'Why Popcorn Costs So Much at the Movies, and Other Pricing Puzzles' seeks to unravel an array of pricing puzzles from the one captured in the book s title to why so many prices end with '9' (as in $2.99 or $179) to why ink cartridges can cost as much as printers to why stores use sales, coupons, and rebates. Along the way, economist Richard McKenzie explains how the 9/11 terrorists have, through the effects of their heinous acts on the relative prices of various modes of travel, killed more Americans since 9/11 than they killed that fateful day. Professor McKenzie also explains how well-meaning efforts to spur the use of alternative, supposedly environmentally friendly fuels have caused starvation among millions of people around the world and have given rise to the deforestation of rainforests in Malaysia and Indonesia. How can this be? If you think you already have an answer, read on. The solutions to these and other such pricing puzzles are more sophisticated and surprising than you likely now think.Another explanation for the new/used-car price differential is that car dealers are in the business of making markets for ... suppose there are two types of used cars , good ones (which have low maintenance costs) and bad ones (which haveanbsp;...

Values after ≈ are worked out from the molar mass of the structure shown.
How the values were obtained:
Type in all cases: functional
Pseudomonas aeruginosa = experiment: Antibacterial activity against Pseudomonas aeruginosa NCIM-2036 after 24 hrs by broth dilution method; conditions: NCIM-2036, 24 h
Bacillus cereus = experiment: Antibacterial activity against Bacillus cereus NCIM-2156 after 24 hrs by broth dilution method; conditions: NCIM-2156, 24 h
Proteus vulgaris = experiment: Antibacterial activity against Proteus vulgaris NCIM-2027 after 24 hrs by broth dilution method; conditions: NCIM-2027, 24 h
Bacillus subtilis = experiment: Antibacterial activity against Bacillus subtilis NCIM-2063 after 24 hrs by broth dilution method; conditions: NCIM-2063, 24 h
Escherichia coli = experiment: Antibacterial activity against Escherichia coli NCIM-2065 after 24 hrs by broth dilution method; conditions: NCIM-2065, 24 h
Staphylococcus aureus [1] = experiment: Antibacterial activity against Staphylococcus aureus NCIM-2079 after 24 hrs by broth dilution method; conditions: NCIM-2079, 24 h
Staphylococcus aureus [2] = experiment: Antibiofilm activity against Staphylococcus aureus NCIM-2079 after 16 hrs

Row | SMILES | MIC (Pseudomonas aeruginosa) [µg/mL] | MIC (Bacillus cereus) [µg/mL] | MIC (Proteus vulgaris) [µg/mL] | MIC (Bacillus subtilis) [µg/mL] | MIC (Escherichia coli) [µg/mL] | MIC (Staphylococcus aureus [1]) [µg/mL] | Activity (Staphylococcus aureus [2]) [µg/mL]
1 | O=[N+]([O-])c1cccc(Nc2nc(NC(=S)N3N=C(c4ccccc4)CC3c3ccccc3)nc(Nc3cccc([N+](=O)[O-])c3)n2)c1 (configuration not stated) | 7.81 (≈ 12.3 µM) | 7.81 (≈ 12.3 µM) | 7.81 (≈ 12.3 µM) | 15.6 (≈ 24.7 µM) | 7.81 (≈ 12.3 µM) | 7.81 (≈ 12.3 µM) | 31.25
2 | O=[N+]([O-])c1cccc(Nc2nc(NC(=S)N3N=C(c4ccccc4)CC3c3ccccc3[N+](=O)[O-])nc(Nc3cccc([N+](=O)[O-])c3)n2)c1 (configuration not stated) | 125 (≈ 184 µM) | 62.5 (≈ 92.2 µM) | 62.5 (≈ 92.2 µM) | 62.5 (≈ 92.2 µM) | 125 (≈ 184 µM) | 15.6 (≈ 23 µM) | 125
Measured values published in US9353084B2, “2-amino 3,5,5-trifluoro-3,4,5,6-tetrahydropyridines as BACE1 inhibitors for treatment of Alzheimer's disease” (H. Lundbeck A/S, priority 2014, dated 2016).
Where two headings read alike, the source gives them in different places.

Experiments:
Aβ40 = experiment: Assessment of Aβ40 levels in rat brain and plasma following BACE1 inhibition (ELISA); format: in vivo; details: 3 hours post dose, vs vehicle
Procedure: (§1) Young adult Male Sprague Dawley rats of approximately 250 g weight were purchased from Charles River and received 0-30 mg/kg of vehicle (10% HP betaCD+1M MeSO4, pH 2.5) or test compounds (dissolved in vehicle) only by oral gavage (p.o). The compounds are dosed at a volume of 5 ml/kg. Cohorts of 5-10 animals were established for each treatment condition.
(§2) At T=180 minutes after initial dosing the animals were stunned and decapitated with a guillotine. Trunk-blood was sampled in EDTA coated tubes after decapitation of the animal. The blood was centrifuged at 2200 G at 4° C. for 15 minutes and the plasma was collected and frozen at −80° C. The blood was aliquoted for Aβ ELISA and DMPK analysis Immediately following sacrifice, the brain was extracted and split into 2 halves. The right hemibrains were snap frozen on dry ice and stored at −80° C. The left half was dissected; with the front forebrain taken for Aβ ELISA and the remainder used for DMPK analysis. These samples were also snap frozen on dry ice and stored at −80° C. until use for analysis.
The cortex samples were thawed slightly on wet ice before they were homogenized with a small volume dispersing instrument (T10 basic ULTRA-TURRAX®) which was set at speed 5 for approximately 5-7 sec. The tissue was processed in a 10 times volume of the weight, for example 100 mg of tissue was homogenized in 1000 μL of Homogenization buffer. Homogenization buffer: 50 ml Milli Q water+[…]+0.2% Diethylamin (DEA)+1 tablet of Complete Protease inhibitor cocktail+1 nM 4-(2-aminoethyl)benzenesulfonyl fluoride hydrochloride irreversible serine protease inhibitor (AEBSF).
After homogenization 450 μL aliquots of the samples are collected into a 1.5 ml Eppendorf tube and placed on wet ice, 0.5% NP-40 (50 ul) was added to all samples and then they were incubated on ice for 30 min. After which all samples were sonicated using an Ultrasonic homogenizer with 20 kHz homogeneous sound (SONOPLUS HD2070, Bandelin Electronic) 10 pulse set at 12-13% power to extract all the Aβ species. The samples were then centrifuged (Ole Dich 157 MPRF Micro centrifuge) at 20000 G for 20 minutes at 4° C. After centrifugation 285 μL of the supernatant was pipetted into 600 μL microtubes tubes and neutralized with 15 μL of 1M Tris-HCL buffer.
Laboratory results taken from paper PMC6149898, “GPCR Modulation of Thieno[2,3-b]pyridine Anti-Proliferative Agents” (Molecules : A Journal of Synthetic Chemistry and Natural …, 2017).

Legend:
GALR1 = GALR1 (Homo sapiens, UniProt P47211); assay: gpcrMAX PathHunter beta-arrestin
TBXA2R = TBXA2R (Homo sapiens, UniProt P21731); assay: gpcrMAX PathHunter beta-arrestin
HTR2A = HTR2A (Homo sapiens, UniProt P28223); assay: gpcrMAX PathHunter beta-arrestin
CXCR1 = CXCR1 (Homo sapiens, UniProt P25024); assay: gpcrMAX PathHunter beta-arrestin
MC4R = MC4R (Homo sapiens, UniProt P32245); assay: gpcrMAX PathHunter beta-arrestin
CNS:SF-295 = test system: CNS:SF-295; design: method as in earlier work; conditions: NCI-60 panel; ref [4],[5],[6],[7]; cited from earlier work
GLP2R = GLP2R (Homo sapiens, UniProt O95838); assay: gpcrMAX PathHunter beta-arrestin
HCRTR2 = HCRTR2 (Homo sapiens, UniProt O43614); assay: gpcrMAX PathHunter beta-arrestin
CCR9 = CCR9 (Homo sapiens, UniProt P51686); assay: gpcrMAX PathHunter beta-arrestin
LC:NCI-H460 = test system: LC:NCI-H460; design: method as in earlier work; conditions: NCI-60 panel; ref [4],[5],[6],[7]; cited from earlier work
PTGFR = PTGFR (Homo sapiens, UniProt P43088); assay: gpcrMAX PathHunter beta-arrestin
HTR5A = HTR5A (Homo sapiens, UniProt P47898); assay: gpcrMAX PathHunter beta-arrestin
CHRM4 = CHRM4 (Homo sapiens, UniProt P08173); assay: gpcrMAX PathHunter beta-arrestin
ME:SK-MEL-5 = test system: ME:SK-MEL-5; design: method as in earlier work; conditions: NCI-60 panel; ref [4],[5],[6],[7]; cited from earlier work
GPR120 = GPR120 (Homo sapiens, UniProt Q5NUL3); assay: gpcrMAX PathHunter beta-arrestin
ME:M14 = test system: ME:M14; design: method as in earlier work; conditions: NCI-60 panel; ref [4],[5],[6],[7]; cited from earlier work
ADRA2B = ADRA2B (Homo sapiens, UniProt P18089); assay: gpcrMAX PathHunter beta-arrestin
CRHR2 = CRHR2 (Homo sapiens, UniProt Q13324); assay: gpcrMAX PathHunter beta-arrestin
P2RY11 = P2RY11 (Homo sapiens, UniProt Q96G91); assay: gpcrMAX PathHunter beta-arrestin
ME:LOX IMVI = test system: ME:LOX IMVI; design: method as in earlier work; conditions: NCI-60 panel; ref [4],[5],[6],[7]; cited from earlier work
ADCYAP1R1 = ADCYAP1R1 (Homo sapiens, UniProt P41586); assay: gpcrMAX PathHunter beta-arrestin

|Title||:||Why Popcorn Costs So Much at the Movies|
|Author||:||Richard B. McKenzie|
|Publisher||:||Springer Science & Business Media - 2008-04-17|